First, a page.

“Because the environment is the most crucial issue that must be considered and led by legislators,” said Aeshs Rumbekwan of WALHI Papua in a press release received by Jubi in Jayapura on Thursday, 17 January 2019.
WALHI declared that currently, the environmental governance in Indonesia is getting worse. If the environmental management is in accordance to the Law No. 32 of 2003 on the Protection and Management of Environment, there should be no pollution including from hazardous and poisonous materials, and land clearing by cutting and burning the forest.
Poor environmental management, according to WALHI, occurred because the State regards the natural wealth as a commodity. Therefore, it does not acknowledge the local wisdom in managing natural resources. Instead, it hands over the natural resources management to corporations.
Based on WALHI’s records in 2017, there were 302 environmental cases, 163 persons have criminalised and 13 provinces involved as the crime scenes. Meanwhile, the indigenous landowners also harmed by this mismanagement. As a result, they lost their communal land and exploited as workers.
In the same occasion, WALHI also urged Papua Provincial Government to pay more attention to the environment, implement the Special Autonomy Law and open access for implementing the national policies.
Meanwhile, the activist of Port Numbay Green Forum (FPPNG) Gamel Abdel Nasser assessed that the environmental issue, particularly in Jayapura, Papua, was addressed by certain groups. For a while, environmental problems have not become a common issue for all stakeholders. Both government and NGOs work independently. Though some NGOs have collaborated with the government to address this issue, their collaboration so far has not fully raised awareness among people.
“There is no massive awareness to understand the importance of balanced ecosystem,” said Gamel.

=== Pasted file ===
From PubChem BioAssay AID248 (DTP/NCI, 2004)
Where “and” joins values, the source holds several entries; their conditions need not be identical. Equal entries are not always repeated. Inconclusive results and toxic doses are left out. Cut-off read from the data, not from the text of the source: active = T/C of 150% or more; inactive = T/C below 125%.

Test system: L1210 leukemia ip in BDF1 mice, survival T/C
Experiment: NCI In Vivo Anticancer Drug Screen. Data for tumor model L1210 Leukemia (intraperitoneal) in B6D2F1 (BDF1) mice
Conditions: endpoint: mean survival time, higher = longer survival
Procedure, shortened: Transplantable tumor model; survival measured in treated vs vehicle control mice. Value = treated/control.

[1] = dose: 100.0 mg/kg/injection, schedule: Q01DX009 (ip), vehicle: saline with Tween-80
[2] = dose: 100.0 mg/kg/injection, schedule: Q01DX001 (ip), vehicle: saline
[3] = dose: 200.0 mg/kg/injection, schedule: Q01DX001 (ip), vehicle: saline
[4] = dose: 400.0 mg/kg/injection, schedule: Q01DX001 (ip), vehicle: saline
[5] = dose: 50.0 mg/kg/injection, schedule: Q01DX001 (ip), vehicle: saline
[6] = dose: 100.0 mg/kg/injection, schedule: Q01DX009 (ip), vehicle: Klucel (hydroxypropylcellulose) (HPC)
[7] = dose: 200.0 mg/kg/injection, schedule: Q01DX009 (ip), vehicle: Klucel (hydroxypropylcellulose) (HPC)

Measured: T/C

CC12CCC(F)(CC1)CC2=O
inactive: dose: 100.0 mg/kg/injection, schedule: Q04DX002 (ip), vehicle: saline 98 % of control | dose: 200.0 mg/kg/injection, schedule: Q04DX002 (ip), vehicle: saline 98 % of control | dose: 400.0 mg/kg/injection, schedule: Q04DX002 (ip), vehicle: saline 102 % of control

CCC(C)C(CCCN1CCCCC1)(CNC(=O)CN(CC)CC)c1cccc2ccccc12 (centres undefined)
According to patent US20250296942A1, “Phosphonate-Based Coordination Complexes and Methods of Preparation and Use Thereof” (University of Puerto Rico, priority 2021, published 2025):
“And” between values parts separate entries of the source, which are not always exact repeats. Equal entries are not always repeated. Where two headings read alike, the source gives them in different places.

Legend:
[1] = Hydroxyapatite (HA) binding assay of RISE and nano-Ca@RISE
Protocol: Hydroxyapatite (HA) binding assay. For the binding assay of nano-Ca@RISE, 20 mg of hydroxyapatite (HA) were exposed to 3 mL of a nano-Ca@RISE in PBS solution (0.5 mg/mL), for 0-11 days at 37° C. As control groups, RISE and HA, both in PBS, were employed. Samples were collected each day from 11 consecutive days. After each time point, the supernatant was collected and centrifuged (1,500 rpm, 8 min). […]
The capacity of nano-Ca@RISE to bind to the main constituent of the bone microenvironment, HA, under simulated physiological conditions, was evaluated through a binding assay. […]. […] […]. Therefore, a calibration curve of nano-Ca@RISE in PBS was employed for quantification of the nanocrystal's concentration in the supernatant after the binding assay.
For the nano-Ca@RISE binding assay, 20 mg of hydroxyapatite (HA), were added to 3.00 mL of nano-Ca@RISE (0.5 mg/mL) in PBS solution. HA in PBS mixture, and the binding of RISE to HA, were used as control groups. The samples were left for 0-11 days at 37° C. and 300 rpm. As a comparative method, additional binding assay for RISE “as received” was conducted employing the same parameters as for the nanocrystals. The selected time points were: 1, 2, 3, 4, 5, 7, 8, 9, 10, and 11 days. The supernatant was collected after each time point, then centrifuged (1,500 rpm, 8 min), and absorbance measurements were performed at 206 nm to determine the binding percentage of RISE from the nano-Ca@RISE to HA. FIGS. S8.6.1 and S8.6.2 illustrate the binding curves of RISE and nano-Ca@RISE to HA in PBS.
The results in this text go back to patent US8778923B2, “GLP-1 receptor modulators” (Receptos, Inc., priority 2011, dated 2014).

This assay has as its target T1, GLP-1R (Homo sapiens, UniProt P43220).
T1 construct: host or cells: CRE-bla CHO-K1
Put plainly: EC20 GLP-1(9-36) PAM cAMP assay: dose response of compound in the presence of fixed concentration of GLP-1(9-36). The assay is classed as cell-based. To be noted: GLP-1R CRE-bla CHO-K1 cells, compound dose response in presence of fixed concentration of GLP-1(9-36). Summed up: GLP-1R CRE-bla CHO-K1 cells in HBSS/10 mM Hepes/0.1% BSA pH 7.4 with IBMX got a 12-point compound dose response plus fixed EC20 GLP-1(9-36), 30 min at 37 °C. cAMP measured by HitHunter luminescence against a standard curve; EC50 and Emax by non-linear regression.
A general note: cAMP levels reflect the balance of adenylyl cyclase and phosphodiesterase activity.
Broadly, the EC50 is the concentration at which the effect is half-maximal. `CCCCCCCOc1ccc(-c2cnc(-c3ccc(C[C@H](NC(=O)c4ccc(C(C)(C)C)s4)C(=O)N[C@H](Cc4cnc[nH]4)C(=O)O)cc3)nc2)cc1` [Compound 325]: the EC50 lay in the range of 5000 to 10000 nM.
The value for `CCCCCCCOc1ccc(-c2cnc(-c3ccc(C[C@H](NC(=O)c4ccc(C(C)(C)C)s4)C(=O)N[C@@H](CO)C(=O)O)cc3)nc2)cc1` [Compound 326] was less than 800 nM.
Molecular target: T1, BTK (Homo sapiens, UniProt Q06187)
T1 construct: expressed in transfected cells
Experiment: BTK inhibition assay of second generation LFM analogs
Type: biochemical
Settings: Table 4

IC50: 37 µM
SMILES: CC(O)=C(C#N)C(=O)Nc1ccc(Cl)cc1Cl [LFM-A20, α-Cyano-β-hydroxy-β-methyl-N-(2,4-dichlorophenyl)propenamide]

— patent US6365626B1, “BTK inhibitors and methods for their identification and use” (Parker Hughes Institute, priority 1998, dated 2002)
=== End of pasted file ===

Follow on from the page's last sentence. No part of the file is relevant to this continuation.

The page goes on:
According to him, if one ecosystem disrupted, it will affect other ecosystems. Therefore, it needs to handle this holistically. Furthermore, he gave an example of Jayapura City which often hit by floods and garbage. Efforts to make people aware, he continued, must be supported by the lowest level of government administrations.
Furthermore, he said both presidential candidates Jokowi and Prabowo need to reminded from the start that Papua is the last biodiversity fortress on Earth.
“Papua’s forests must be protected. One of the preventions is to prohibit palm oil plantations in Papua. It’s just enough for Kalimantan and Sumatra became victims of palm oil plantations, not Papua,” he said. (*)
Reporter: Hengky Yeimo
Editor: Pipit Maizier
Government to solve environmental crimes and human rights violations
Jayapura, Jubi – Environmental activists and NGOs such as Yayasan Pusaka, SOS Tanah Papua, KPKC GKI Tanah Papua and PAHAM urged the central government to immediately solving the human rights violations and environmental crimes occurred in Papua.
This call is related to the 75th World Human Rights Day on 10 December 2018 that concern over violations and crimes against humanity and the environment.
A human right defender Yohanis Mambrasar said he received a report said that many civilians in Nduga Regency forced to take refuge and leave their villages. There is no guarantee of security and food for them.
“They are worried and suppressed by the security forces that involved in the evacuation of shooting victims. We also heard that a church activist was shot and died in Nduga,” said Mambrasar.
Meanwhile, the Rev Matheus Adadikam, the Director of ELSHAM (Institute for Policy Research and Advocacy) Papua, in a press release to Jubi said President Joko Widodo had given less priority to human rights enforcement in Indonesia, particularly in Papua, even though he promised to solve a number of past human right violations in Papua including the incidents in Abepura, Wamena and Wasior.